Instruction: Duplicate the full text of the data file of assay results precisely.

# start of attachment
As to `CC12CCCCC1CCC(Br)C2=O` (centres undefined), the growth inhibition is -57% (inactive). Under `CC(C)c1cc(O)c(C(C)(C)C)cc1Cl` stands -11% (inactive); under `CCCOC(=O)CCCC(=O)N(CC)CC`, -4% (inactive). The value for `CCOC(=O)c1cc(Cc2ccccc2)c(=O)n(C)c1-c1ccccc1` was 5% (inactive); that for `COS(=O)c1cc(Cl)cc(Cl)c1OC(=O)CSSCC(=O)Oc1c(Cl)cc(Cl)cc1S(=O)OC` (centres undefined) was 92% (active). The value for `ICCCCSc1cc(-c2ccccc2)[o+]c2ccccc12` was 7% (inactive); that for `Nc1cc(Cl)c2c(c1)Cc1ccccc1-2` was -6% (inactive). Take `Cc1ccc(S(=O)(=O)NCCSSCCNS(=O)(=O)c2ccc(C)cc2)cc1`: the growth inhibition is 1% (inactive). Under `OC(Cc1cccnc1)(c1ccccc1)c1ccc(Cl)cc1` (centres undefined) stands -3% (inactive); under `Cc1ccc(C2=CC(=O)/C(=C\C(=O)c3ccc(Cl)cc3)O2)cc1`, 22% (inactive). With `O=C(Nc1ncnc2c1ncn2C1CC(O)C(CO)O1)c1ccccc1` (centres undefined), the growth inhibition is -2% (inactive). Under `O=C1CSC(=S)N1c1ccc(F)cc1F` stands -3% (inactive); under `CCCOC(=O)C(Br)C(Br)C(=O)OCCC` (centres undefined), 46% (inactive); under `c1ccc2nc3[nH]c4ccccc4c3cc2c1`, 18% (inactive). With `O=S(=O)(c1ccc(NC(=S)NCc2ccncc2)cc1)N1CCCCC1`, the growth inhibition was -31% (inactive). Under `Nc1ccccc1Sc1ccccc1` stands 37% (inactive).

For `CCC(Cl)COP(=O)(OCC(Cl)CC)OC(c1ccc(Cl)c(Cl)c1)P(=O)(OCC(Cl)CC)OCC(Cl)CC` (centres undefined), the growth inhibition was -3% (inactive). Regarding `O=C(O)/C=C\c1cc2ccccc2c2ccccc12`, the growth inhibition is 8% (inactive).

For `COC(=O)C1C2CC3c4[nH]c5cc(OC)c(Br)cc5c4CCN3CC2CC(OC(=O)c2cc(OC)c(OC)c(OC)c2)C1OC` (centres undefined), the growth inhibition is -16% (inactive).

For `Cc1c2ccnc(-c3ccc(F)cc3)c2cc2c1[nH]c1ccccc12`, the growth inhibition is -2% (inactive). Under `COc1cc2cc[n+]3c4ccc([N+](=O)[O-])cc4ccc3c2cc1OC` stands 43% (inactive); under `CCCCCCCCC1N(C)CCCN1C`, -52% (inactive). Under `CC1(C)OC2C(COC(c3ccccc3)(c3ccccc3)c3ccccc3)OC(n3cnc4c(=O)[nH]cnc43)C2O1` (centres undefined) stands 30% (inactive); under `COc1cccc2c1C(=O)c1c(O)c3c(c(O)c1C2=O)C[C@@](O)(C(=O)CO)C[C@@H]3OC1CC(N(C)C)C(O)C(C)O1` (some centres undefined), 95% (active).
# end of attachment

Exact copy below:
As to `CC12CCCCC1CCC(Br)C2=O` (centres undefined), the growth inhibition is -57% (inactive). Under `CC(C)c1cc(O)c(C(C)(C)C)cc1Cl` stands -11% (inactive); under `CCCOC(=O)CCCC(=O)N(CC)CC`, -4% (inactive). The value for `CCOC(=O)c1cc(Cc2ccccc2)c(=O)n(C)c1-c1ccccc1` was 5% (inactive); that for `COS(=O)c1cc(Cl)cc(Cl)c1OC(=O)CSSCC(=O)Oc1c(Cl)cc(Cl)cc1S(=O)OC` (centres undefined) was 92% (active). The value for `ICCCCSc1cc(-c2ccccc2)[o+]c2ccccc12` was 7% (inactive); that for `Nc1cc(Cl)c2c(c1)Cc1ccccc1-2` was -6% (inactive). Take `Cc1ccc(S(=O)(=O)NCCSSCCNS(=O)(=O)c2ccc(C)cc2)cc1`: the growth inhibition is 1% (inactive). Under `OC(Cc1cccnc1)(c1ccccc1)c1ccc(Cl)cc1` (centres undefined) stands -3% (inactive); under `Cc1ccc(C2=CC(=O)/C(=C\C(=O)c3ccc(Cl)cc3)O2)cc1`, 22% (inactive). With `O=C(Nc1ncnc2c1ncn2C1CC(O)C(CO)O1)c1ccccc1` (centres undefined), the growth inhibition is -2% (inactive). Under `O=C1CSC(=S)N1c1ccc(F)cc1F` stands -3% (inactive); under `CCCOC(=O)C(Br)C(Br)C(=O)OCCC` (centres undefined), 46% (inactive); under `c1ccc2nc3[nH]c4ccccc4c3cc2c1`, 18% (inactive). With `O=S(=O)(c1ccc(NC(=S)NCc2ccncc2)cc1)N1CCCCC1`, the growth inhibition was -31% (inactive). Under `Nc1ccccc1Sc1ccccc1` stands 37% (inactive).

For `CCC(Cl)COP(=O)(OCC(Cl)CC)OC(c1ccc(Cl)c(Cl)c1)P(=O)(OCC(Cl)CC)OCC(Cl)CC` (centres undefined), the growth inhibition was -3% (inactive). Regarding `O=C(O)/C=C\c1cc2ccccc2c2ccccc12`, the growth inhibition is 8% (inactive).

For `COC(=O)C1C2CC3c4[nH]c5cc(OC)c(Br)cc5c4CCN3CC2CC(OC(=O)c2cc(OC)c(OC)c(OC)c2)C1OC` (centres undefined), the growth inhibition is -16% (inactive).

For `Cc1c2ccnc(-c3ccc(F)cc3)c2cc2c1[nH]c1ccccc12`, the growth inhibition is -2% (inactive). Under `COc1cc2cc[n+]3c4ccc([N+](=O)[O-])cc4ccc3c2cc1OC` stands 43% (inactive); under `CCCCCCCCC1N(C)CCCN1C`, -52% (inactive). Under `CC1(C)OC2C(COC(c3ccccc3)(c3ccccc3)c3ccccc3)OC(n3cnc4c(=O)[nH]cnc43)C2O1` (centres undefined) stands 30% (inactive); under `COc1cccc2c1C(=O)c1c(O)c3c(c(O)c1C2=O)C[C@@](O)(C(=O)CO)C[C@@H]3OC1CC(N(C)C)C(O)C(C)O1` (some centres undefined), 95% (active).